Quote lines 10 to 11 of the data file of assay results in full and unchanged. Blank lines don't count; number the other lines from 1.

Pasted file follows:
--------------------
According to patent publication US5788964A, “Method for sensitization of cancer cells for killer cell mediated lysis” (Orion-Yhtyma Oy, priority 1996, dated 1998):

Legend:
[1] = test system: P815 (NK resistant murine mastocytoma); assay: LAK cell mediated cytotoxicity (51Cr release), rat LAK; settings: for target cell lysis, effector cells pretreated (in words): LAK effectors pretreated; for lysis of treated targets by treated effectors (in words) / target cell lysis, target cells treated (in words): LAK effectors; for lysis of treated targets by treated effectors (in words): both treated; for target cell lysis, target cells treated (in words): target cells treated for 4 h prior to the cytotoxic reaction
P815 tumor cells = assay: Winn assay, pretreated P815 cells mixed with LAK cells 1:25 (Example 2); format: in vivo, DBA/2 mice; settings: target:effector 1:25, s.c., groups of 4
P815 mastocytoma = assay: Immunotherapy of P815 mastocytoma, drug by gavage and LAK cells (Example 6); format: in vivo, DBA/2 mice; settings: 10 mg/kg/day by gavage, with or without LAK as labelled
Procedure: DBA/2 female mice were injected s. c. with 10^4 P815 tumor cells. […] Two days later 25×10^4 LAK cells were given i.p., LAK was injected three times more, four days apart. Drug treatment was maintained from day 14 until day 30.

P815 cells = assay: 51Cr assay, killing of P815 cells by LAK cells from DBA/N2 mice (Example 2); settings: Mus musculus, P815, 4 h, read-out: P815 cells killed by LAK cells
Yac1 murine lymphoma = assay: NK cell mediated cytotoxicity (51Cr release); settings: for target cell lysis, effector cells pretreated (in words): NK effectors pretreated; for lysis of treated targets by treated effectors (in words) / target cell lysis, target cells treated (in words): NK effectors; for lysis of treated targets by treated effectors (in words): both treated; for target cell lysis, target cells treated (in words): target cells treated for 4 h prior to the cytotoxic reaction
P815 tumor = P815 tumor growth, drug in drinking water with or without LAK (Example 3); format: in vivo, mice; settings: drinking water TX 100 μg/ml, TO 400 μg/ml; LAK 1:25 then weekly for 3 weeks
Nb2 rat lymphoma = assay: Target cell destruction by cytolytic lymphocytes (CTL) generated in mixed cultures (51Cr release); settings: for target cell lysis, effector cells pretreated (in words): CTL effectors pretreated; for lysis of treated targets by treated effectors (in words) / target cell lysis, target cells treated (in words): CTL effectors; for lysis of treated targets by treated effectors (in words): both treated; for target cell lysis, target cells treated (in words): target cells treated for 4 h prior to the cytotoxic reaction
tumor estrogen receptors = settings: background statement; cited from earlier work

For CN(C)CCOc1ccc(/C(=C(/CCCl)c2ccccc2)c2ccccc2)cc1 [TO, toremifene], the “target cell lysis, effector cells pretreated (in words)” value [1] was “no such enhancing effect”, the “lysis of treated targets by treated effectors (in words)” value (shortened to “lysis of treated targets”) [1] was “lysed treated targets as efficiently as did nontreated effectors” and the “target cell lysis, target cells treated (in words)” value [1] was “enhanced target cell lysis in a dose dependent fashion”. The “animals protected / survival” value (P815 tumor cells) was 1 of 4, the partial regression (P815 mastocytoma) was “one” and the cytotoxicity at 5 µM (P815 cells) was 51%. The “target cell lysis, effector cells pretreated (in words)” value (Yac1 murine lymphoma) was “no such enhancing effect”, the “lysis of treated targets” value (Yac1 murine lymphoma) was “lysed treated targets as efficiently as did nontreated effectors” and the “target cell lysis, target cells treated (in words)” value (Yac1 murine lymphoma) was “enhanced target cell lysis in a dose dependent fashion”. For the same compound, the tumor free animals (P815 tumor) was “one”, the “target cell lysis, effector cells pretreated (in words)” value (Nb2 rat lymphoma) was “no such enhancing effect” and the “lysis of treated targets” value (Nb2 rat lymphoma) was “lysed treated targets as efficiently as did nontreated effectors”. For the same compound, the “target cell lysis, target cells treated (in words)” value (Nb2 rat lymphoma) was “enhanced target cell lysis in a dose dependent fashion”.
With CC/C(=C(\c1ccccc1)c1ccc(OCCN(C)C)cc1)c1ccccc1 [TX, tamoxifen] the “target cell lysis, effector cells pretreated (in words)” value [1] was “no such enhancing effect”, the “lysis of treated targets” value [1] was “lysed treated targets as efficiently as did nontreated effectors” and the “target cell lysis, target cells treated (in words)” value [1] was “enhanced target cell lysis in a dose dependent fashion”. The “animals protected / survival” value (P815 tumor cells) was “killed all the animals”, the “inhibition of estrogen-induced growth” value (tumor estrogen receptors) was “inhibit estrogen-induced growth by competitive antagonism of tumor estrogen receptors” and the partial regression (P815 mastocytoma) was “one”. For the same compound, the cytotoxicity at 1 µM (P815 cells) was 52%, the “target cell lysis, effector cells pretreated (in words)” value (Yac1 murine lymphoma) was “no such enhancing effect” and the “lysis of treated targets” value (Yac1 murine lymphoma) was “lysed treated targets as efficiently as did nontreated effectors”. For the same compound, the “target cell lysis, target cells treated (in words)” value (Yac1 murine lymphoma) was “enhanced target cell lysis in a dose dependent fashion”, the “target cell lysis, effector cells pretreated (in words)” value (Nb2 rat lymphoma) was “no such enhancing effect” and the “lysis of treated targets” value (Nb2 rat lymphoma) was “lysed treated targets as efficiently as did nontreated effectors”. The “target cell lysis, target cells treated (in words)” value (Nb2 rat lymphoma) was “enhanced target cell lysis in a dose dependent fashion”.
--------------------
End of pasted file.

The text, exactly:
Nb2 rat lymphoma = assay: Target cell destruction by cytolytic lymphocytes (CTL) generated in mixed cultures (51Cr release); settings: for target cell lysis, effector cells pretreated (in words): CTL effectors pretreated; for lysis of treated targets by treated effectors (in words) / target cell lysis, target cells treated (in words): CTL effectors; for lysis of treated targets by treated effectors (in words): both treated; for target cell lysis, target cells treated (in words): target cells treated for 4 h prior to the cytotoxic reaction
tumor estrogen receptors = settings: background statement; cited from earlier work